There is one crucial point I would like to make to justify my first pick. If there’s a round where it’s most likely that a top overall seed will lose to a lower seed (i.e. not like last year’s Super Bowl between two #1 seeds), it’s the divisional round, where they’re coming off a bye while the other team is coming off of an emotional playoff victory. That dichotomy simply cannot be underestimated. Add in that it would be a rivalry and revenge game after last year’s NFC Championship, and if Seattle is going to lose, this is the game. Combine that with the fact that only the Patriots have managed to repeat in the last 15 years, and I’m going with the upset here. That should open the door nicely for New Orleans, who rivals Seattle and Denver for the best home field advantage in the entire league. I like the Packers but I still love the Saints, especially on offense. I still think there’s one more run left in the Sean Payton-Drew Brees era, and this year looks as ripe as ever for New Orleans to make that move. It’s a deep NFC, but as long as they get this coveted first-round bye, they’ll put themselves in great position to play on into February.
AFC Championship Game
1) Denver over 2) New England The Patriots are still a very good team, but they have actually struggled in recent years to replace some of the better players that have been traded, retired, or left via free agency. The wide receiving corps are still sub-par, and even with Darrelle Revis the secondary is also slightly suspect. That’s not good news when facing Manning, the twin Thomases, and Wes Welker – regardless of what substances he may or may not be taking. This Broncos team is built to win now, which is why they grabbed DeMarcus Ware to improve their defense in the hopes of having a more balanced team this season. In a weak conference, these two teams (and, really, these two QB’s) stand out above the rest, but in reality this is still Denver’s title to lose. And I don’t think they will.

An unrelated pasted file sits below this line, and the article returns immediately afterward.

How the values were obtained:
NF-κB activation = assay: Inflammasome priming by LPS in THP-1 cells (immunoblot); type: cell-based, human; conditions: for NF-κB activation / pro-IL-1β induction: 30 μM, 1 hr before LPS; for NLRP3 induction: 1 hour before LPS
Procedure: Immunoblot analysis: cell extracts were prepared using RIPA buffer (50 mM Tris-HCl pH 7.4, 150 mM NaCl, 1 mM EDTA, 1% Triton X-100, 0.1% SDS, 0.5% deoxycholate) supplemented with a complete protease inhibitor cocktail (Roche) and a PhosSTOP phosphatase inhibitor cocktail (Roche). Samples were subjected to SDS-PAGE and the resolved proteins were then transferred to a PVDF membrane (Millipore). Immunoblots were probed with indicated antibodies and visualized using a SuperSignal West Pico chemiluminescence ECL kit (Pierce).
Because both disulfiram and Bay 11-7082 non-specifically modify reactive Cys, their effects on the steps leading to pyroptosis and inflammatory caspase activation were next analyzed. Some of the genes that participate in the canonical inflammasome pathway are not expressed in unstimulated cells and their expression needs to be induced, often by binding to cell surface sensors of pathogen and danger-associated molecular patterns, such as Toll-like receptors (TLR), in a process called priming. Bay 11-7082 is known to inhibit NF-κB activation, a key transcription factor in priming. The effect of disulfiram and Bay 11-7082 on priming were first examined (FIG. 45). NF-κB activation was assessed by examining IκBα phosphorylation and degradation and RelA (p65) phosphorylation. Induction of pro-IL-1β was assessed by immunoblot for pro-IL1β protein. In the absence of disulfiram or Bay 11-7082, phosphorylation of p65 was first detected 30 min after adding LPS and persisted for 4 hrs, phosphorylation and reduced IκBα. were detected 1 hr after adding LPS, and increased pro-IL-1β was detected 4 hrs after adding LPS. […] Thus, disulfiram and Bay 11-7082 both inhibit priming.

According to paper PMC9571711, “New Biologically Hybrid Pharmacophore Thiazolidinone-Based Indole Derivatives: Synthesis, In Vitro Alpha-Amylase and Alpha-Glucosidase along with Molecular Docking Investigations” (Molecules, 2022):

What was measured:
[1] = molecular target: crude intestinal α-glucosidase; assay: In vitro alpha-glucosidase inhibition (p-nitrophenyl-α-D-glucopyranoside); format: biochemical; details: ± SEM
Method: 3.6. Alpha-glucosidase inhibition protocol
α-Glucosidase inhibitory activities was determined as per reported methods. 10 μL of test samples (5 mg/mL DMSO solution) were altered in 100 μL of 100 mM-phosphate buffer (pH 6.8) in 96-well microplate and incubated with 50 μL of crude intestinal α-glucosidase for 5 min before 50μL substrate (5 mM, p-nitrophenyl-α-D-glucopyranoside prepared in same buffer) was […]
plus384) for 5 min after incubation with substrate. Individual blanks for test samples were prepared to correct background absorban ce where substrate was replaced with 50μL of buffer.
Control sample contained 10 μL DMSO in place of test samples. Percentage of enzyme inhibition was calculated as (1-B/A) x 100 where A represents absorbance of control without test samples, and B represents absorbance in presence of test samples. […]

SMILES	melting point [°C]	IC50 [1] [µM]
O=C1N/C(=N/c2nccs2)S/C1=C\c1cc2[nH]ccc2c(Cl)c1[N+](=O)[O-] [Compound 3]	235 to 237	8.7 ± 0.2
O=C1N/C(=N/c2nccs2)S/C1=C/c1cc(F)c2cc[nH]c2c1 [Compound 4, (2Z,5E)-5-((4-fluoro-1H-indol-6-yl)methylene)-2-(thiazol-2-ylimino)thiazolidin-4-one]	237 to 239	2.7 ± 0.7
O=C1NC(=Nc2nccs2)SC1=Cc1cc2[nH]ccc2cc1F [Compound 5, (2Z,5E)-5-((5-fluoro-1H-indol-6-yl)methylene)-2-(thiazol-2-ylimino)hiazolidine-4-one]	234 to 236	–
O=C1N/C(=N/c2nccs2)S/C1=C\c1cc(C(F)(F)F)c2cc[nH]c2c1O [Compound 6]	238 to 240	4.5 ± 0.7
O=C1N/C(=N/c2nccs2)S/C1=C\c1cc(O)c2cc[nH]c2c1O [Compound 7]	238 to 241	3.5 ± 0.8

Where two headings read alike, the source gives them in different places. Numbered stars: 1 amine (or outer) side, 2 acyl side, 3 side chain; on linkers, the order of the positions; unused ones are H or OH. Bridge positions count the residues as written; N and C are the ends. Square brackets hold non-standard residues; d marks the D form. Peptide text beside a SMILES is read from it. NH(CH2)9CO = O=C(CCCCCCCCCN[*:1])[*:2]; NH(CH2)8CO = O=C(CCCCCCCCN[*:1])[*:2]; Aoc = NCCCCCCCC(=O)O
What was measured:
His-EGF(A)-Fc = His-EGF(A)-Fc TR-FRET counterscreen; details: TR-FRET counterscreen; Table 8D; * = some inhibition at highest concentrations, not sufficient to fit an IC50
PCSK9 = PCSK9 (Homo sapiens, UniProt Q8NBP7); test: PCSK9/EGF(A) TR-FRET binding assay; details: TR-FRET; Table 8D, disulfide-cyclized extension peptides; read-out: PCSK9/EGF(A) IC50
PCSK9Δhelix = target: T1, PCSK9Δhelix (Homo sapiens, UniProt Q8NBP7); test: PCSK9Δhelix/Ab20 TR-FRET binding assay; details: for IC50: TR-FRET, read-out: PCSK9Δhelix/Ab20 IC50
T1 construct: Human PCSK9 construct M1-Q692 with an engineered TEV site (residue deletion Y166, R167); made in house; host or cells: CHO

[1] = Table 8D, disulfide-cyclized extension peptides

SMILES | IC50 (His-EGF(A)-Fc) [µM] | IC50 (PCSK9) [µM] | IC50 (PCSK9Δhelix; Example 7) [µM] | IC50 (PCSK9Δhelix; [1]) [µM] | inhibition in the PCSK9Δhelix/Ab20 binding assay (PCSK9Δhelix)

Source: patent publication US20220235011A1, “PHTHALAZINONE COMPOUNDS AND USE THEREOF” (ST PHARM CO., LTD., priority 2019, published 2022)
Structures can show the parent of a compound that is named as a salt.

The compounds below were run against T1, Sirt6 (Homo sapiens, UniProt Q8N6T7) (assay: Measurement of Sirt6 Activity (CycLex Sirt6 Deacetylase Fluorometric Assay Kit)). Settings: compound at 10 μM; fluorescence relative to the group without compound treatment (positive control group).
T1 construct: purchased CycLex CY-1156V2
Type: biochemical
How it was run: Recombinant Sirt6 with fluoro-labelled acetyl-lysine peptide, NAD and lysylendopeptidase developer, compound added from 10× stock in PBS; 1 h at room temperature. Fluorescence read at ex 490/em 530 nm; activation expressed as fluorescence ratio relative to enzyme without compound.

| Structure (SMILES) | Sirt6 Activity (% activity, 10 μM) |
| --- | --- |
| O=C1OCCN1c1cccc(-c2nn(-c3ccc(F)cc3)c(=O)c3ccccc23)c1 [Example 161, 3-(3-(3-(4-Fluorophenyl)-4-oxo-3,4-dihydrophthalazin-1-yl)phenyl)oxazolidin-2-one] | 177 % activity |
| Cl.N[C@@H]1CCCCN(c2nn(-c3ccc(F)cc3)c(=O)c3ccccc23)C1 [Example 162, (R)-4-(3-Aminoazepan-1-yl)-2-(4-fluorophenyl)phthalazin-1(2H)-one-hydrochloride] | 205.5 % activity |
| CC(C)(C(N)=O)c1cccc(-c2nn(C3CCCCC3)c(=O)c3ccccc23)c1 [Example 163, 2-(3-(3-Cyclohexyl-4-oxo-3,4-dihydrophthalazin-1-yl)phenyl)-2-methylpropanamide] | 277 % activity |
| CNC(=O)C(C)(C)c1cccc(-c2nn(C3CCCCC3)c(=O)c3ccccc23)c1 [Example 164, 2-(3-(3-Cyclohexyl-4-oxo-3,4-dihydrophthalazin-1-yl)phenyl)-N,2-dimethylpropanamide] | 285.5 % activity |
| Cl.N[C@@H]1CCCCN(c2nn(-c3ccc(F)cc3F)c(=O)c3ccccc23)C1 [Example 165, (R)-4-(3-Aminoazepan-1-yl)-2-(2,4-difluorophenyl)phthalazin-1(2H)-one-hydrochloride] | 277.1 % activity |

NFC Championship Game
2) New Orleans over 5) San Francisco
San Francisco will do the Saints dirty work, and then the grind of playing three straight road playoff games, the last two of which in quite possible the two most difficult venues in the league, will take its toll. It’s a virtual draw in the three main comparison areas – head coach (tie), quarterback (Saints), and defense (Niners) – so the tie goes to the home team, especially when the home team calls the Superdome its home. It might ultimately lead to the end of the Jim Harbaugh era in San Francisco and put the 2011-14 version of the 49’ers in the same category as the 1990-1993 Bills and the 2001-2004 Eagles as one of the most dominating four year runs that never resulted in a Super Bowl victory, but winning in New Orleans seven days after winning in Seattle is almost unthinkable.
Super Bowl XLIX
1) Denver over 2) New Orleans
Once upon a time I picked the Angles to be the Giants in the World Series in two consecutive seasons. The first year, the Giants got there and the Angels didn’t. The next year, neither team got there. Well, as Yogi Berra would say, it’s dÃ©jÃ vu all over again. This was my Super Bowl pick last year, and only Denver held up their end of the bargain, so this year we’re running back the same pick in the hopes that we get the opposite result of my baseball pick and both teams make it. It would provide a small amount of poetic justice if Manning could beat the team that kept him from winning a second championship in Indianapolis, or it would vindicate Drew Brees’ inclusion in the discussion as being at least in the same ballpark at Manning and Brady for this generation’s legacy QB’s. Either way I think it would be a supremely entertaining game with lots of points – which sounds like just what the doctor (and Roger Goodell) ordered – and would likely be decided by which team could get one big defensive stop. If that holds true, I would have more faith in Denver’s D to get that crucial hold, so we’ll project something like 38-34 Broncos and a second ring in the illustrious career of Peyton Manning.